of business interests, primarily foreign. Secretary of State Dean
Rusk justified U.S. recognition for the obviously illegal regime
on the grounds that "the succession there occurred as foreseen
by the [Brazilian] Constitution," which had just been blatantly
violated. The U.S. proceeded to provide ample aid as torture and
repression mounted, the relics of constitutional Government faded
away, and the climate for investors improved under the rule of
what Washington hailed as the "democratic forces."
These events in Latin America's most powerful state initiated
a domino effect throughout the continent, leading to an unprecedented
plague of repression under the National Security doctrines crafted
by the military and political leaders of the hemisphere and their
The circumstances of the poor in Brazil continue to regress
as austerity measures are imposed on the standard International
Monetary Fund formula in an effort to deal somehow with this catastrophe
of capitalism. The austerity measures initiated by President Collor
de Mello were initially described as "populist," harmful
mostly to the wealthy. Predictably, reality took a different course.
Ken Silverstein reports that half a year after the measures were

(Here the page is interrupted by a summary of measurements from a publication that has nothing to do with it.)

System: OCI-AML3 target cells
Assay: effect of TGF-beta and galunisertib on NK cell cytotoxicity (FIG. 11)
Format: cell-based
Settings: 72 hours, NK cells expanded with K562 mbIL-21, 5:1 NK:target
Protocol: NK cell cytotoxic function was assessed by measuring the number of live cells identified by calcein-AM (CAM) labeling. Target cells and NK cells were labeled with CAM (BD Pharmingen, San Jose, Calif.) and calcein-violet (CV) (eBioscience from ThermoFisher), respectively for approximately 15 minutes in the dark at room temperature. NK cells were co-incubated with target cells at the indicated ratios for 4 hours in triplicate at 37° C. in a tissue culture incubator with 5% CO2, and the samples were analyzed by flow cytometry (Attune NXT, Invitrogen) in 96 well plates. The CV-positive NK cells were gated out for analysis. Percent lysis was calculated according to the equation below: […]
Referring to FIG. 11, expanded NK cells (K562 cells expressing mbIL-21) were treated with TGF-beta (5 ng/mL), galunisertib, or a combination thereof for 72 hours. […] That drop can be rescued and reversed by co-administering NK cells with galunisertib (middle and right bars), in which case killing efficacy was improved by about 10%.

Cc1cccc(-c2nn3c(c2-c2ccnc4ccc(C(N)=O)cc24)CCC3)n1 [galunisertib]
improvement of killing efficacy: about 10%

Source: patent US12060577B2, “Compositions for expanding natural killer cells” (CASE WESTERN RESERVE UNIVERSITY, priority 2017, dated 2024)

inaugurated, "the rich are reassured." The IMF measures
primarily harmed the poor, while wealthy individuals and large
companies were able to find ways to enrich themselves by exploiting
measures that in theory were devised to impose the main burden
on them. A study by the J. Walter Thompson agency concluded that
"Collor's policies are not a threat to the wealthy.... The
rich are now leading absolutely normal lives" (agency vice-president
Celia Chiavolle). Businessmen, bankers, and the U.S. Chamber of
Commerce express their pleasure in the course of policy, while
"the working class has been pushed to the wall," Silverstein
adds, with hundreds of thousands fired and purchasing power reduced
to a historic low, well below minimal needs for about half the
The situation is similar in Argentina, where the Christian
Democratic Party called on its members to resign from the cabinet
in March "in order not to validate, by their presence in